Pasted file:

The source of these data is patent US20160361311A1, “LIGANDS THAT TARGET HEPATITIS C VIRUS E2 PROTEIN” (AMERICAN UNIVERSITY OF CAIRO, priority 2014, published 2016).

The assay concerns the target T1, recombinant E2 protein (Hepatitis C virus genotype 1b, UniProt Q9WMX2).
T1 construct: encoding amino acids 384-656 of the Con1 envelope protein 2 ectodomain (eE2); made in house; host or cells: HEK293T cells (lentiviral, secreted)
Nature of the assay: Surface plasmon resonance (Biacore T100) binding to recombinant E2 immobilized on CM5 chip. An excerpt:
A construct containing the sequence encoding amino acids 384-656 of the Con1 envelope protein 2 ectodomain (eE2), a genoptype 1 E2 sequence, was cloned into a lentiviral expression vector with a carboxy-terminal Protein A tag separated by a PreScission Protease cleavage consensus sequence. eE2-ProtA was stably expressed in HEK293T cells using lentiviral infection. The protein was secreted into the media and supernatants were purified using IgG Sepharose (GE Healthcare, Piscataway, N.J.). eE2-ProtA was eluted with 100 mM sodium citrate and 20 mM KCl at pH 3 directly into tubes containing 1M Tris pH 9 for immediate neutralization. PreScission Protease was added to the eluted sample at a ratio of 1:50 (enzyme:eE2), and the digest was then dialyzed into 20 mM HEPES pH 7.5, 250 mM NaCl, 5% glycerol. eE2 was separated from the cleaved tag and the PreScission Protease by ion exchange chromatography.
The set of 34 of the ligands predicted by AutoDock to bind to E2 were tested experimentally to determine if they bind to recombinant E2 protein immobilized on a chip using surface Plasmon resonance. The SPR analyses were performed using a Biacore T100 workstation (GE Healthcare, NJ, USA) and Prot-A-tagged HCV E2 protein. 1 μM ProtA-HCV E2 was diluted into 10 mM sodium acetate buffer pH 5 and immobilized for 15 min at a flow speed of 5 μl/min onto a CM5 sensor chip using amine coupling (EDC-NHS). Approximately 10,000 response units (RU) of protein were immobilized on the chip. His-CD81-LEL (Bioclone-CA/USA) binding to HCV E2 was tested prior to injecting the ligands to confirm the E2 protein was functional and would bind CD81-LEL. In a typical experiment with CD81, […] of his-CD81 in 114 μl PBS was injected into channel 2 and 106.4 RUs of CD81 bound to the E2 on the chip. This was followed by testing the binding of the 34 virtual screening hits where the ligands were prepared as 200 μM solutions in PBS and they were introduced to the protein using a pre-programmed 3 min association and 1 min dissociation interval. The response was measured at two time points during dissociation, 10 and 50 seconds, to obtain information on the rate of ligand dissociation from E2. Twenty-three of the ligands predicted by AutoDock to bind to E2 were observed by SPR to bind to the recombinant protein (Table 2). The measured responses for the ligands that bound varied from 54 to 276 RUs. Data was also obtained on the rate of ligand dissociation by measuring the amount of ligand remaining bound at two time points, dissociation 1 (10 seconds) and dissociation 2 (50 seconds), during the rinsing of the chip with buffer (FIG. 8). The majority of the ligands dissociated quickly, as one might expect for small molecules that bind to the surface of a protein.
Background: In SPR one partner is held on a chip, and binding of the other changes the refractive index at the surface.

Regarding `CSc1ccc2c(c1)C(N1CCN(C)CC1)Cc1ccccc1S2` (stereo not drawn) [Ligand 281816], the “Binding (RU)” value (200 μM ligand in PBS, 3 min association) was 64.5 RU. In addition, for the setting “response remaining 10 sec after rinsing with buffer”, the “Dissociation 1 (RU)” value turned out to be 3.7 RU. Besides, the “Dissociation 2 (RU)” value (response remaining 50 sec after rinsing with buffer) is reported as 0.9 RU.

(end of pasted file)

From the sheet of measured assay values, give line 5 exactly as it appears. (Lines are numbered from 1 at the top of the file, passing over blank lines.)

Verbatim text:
A construct containing the sequence encoding amino acids 384-656 of the Con1 envelope protein 2 ectodomain (eE2), a genoptype 1 E2 sequence, was cloned into a lentiviral expression vector with a carboxy-terminal Protein A tag separated by a PreScission Protease cleavage consensus sequence. eE2-ProtA was stably expressed in HEK293T cells using lentiviral infection. The protein was secreted into the media and supernatants were purified using IgG Sepharose (GE Healthcare, Piscataway, N.J.). eE2-ProtA was eluted with 100 mM sodium citrate and 20 mM KCl at pH 3 directly into tubes containing 1M Tris pH 9 for immediate neutralization. PreScission Protease was added to the eluted sample at a ratio of 1:50 (enzyme:eE2), and the digest was then dialyzed into 20 mM HEPES pH 7.5, 250 mM NaCl, 5% glycerol. eE2 was separated from the cleaved tag and the PreScission Protease by ion exchange chromatography.